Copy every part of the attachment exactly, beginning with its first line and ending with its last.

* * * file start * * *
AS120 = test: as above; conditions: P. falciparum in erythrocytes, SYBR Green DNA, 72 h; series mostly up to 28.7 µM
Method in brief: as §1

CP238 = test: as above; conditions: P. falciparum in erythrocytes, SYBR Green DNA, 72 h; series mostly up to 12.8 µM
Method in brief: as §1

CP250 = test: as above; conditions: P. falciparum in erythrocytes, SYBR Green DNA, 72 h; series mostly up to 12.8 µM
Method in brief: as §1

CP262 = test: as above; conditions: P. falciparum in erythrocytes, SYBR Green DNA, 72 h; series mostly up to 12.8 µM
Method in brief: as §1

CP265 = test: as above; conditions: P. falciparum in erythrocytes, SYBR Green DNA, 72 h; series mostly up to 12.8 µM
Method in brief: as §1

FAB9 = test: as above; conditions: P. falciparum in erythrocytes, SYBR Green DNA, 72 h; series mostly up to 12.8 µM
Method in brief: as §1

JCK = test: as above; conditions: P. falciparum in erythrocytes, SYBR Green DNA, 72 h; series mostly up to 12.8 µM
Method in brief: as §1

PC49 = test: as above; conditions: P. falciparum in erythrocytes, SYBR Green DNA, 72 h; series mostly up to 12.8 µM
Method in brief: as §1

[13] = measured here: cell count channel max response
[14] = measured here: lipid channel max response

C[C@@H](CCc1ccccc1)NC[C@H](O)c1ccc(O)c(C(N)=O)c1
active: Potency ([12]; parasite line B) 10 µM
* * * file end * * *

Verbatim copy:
AS120 = test: as above; conditions: P. falciparum in erythrocytes, SYBR Green DNA, 72 h; series mostly up to 28.7 µM
Method in brief: as §1

CP238 = test: as above; conditions: P. falciparum in erythrocytes, SYBR Green DNA, 72 h; series mostly up to 12.8 µM
Method in brief: as §1

CP250 = test: as above; conditions: P. falciparum in erythrocytes, SYBR Green DNA, 72 h; series mostly up to 12.8 µM
Method in brief: as §1

CP262 = test: as above; conditions: P. falciparum in erythrocytes, SYBR Green DNA, 72 h; series mostly up to 12.8 µM
Method in brief: as §1

CP265 = test: as above; conditions: P. falciparum in erythrocytes, SYBR Green DNA, 72 h; series mostly up to 12.8 µM
Method in brief: as §1

FAB9 = test: as above; conditions: P. falciparum in erythrocytes, SYBR Green DNA, 72 h; series mostly up to 12.8 µM
Method in brief: as §1

JCK = test: as above; conditions: P. falciparum in erythrocytes, SYBR Green DNA, 72 h; series mostly up to 12.8 µM
Method in brief: as §1

PC49 = test: as above; conditions: P. falciparum in erythrocytes, SYBR Green DNA, 72 h; series mostly up to 12.8 µM
Method in brief: as §1

[13] = measured here: cell count channel max response
[14] = measured here: lipid channel max response

C[C@@H](CCc1ccccc1)NC[C@H](O)c1ccc(O)c(C(N)=O)c1
active: Potency ([12]; parasite line B) 10 µM